The Workers Party is holding a Day Conference on 1st July to discuss how to rebuild British industry. The Conference is for Members Only and invited guests. In the run up to Conference we are publishing a number of pieces submitted for the purposes of stimulating discussion around the theme of reviving British industry, the challenges of AI and automation and the role of vocational education.
All our articles in this series are produced by ordinary members, we have no gilded theoreticians to hand down answers. Our struggle is in learning how to think, rather than being told what to think. Our party encourages the active participation of the membership in discussing shared problems and our policy response. This piece has been submitted by Jesse.
Investment and the race for green jobs
A key factor holding back the rebirth of British industry is lack of state investment. Economist Mariana Mazzucato famously demonstrated in her book The Entrepreneurial State that the state, even under capitalism, is vastly more capable in making long term investments as opposed to the short termism of the private sector. The latter is crippled by a form of economic ADHD whereas the state is capable of maximising efficiency through long term planning.
However the state under capitalism has other prerogatives. The British state today wants our country to be a proxy of NATO imperialism hence vast sums of money are being spent to prop up the puppet regime in Kiev under Zelensky. Billions can be saved by leaving NATO and ending our imperialistic adventures abroad to finance investment in research and development.
The capitalist state is also beholden to the interests of the billionaire class and is controlled by the latter. This prevents the capitalist state from instituting a progressive tax system like one proposed by the Communist Party of Britain to abolish council tax and tax locally on the basis of landed wealth and high income. A financial transactions tax would be another way to raise finances for large-scale investment.
A key example of the prerogatives of the capitalist state can be seen in a broken promise by the coalition government of 2010 that pledged to reopen coal-fired power stations with adequate carbon capture systems (CCS). However, investment in CCS technology ran against the austerity agenda and the policy was shelved. This not only was a missed opportunity to reinvigorate coal-fired energy production and perhaps attain self-sufficiency in coal production but a missed opportunity in an increasingly lucrative export market.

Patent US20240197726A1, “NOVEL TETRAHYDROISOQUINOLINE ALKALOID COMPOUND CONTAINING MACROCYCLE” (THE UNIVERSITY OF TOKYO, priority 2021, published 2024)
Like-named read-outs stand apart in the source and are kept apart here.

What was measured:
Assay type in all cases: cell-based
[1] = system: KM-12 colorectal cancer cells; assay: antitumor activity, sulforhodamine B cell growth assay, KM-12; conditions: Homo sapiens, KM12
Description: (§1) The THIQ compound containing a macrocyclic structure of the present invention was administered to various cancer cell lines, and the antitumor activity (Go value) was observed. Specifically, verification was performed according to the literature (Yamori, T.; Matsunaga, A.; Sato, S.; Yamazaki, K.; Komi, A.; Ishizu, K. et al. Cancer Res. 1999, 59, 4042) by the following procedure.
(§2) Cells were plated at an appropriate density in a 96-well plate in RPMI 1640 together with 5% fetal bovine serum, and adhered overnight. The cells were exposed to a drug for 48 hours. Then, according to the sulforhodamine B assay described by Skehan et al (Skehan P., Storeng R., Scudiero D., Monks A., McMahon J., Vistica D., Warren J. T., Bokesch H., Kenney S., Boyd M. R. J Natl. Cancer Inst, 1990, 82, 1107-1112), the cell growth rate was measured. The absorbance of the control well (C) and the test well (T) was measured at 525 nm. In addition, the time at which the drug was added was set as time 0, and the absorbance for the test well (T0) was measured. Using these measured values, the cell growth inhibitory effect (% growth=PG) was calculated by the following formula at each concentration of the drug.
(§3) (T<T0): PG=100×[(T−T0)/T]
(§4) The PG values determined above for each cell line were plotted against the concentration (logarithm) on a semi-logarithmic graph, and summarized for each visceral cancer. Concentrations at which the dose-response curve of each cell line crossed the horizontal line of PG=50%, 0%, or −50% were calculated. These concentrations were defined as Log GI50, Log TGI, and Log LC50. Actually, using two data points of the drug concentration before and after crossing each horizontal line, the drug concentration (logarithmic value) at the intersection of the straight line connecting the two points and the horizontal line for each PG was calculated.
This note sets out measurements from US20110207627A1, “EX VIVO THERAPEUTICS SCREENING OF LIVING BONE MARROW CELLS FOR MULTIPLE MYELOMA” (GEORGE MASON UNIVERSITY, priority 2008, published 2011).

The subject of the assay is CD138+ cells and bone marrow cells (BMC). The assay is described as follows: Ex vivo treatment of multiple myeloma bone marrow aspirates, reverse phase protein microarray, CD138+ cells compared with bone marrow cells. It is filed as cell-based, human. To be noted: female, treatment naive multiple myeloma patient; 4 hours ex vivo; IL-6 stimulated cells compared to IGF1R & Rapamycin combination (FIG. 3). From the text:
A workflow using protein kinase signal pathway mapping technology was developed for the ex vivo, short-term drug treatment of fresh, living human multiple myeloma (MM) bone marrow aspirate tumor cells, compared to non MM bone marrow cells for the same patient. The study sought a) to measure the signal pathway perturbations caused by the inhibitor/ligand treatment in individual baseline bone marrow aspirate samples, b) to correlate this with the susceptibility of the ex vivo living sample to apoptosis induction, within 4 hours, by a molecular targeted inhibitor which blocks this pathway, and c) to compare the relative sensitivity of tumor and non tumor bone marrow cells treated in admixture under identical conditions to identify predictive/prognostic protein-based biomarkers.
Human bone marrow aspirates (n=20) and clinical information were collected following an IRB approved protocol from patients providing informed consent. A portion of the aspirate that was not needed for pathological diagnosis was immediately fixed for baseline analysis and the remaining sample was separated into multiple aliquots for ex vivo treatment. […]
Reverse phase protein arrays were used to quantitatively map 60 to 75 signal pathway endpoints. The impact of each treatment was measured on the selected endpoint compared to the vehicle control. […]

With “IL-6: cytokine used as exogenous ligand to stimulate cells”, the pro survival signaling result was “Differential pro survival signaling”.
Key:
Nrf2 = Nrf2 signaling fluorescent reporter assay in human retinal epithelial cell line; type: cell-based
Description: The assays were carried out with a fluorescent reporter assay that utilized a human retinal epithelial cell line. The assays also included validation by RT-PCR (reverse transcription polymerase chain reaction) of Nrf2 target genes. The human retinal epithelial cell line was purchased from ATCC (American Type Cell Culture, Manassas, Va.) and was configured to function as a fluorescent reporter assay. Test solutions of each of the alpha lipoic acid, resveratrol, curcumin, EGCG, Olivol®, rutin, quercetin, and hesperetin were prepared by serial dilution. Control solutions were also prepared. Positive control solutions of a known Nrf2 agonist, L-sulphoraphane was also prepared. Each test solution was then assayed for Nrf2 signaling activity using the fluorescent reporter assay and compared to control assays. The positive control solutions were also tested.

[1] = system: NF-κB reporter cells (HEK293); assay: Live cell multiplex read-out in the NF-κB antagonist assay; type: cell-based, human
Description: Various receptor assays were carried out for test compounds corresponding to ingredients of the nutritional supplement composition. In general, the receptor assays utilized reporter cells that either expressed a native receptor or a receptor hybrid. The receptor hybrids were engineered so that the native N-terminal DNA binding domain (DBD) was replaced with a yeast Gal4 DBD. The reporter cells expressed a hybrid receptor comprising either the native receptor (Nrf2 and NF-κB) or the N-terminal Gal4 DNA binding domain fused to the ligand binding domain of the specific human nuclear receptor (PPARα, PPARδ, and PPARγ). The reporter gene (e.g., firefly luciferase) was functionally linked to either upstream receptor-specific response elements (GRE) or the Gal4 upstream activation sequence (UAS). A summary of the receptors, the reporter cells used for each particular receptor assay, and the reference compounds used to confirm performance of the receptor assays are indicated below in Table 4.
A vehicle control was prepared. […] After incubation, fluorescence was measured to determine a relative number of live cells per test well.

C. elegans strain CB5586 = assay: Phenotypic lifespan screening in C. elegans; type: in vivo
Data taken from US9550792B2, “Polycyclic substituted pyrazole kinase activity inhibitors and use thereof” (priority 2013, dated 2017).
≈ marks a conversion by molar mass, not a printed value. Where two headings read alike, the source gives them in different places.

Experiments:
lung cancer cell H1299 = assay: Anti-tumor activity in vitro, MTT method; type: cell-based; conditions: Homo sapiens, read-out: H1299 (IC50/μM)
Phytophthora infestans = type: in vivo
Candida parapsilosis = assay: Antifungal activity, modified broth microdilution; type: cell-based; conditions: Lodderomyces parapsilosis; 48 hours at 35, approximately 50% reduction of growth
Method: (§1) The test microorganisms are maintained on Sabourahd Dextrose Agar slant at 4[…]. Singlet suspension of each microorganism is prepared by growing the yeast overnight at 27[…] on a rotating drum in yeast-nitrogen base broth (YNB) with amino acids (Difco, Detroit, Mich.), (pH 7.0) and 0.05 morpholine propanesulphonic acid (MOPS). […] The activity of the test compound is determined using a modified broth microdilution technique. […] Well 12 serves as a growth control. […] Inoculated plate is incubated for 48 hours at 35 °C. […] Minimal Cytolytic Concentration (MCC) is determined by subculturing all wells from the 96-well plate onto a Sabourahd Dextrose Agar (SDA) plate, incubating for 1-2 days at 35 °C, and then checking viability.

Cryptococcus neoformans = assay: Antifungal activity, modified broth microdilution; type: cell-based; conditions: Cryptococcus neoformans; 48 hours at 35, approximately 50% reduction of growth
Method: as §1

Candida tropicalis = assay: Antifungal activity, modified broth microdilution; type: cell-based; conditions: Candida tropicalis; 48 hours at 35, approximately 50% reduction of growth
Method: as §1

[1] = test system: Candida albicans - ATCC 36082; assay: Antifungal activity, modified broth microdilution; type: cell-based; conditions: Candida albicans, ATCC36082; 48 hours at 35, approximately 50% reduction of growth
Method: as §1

Xi Jinping, the president of what is becoming the most powerful country on earth, China, has declared that China will reach the zenith of fossil fuel consumption by 2030 then will become carbon neutral by 2060. China’s strategy of using its natural fuels to build capacity for a green transition is working. It overtook the EU in renewable energy patents eventually leading the world in the revolution of low-carbon tech.
Baron Stern of Brentford and author of the Stern Report predicted that the market for low-carbon energy products will be worth at least $500 billion by 2050. This is an industry in which the UK can play a key role and reclaim its place as the workshop of the world with the right amount of investment and industrial capacity. Such capacity must be created by maximising energy efficiency in the present for social and economic welfare by reopening coal mines with adequate CCS infrastructure and finishing the construction of Hinkley Point C nuclear power station.
Even for those who do not support the narrative of climate justice, cleaner means of energy production benefit the environment in a variety of ways from reducing air pollution to a reduction in hazardous waste. Economically, the rising prestige of China and their drive to a green transition presents tremendous export opportunities that can be capitalised on with the right amount of investment.